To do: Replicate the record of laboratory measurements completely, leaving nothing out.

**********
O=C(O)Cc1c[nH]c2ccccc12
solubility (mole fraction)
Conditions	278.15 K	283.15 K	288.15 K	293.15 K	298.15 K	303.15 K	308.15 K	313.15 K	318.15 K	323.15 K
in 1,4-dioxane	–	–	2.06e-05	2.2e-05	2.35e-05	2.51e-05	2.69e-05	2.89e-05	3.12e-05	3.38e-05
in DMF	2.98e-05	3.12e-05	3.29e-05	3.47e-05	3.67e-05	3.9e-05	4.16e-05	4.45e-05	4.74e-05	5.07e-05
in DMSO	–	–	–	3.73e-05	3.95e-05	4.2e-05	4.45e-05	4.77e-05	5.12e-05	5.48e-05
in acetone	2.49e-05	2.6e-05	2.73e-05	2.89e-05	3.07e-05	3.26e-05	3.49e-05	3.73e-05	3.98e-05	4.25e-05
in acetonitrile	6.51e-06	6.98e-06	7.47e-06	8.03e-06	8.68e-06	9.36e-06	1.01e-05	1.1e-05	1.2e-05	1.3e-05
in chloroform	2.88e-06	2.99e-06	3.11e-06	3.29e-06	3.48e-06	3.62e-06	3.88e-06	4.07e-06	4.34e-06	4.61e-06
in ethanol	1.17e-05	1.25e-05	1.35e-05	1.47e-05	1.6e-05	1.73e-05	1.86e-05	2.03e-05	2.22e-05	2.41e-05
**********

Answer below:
O=C(O)Cc1c[nH]c2ccccc12
solubility (mole fraction)
Conditions	278.15 K	283.15 K	288.15 K	293.15 K	298.15 K	303.15 K	308.15 K	313.15 K	318.15 K	323.15 K
in 1,4-dioxane	–	–	2.06e-05	2.2e-05	2.35e-05	2.51e-05	2.69e-05	2.89e-05	3.12e-05	3.38e-05
in DMF	2.98e-05	3.12e-05	3.29e-05	3.47e-05	3.67e-05	3.9e-05	4.16e-05	4.45e-05	4.74e-05	5.07e-05
in DMSO	–	–	–	3.73e-05	3.95e-05	4.2e-05	4.45e-05	4.77e-05	5.12e-05	5.48e-05
in acetone	2.49e-05	2.6e-05	2.73e-05	2.89e-05	3.07e-05	3.26e-05	3.49e-05	3.73e-05	3.98e-05	4.25e-05
in acetonitrile	6.51e-06	6.98e-06	7.47e-06	8.03e-06	8.68e-06	9.36e-06	1.01e-05	1.1e-05	1.2e-05	1.3e-05
in chloroform	2.88e-06	2.99e-06	3.11e-06	3.29e-06	3.48e-06	3.62e-06	3.88e-06	4.07e-06	4.34e-06	4.61e-06
in ethanol	1.17e-05	1.25e-05	1.35e-05	1.47e-05	1.6e-05	1.73e-05	1.86e-05	2.03e-05	2.22e-05	2.41e-05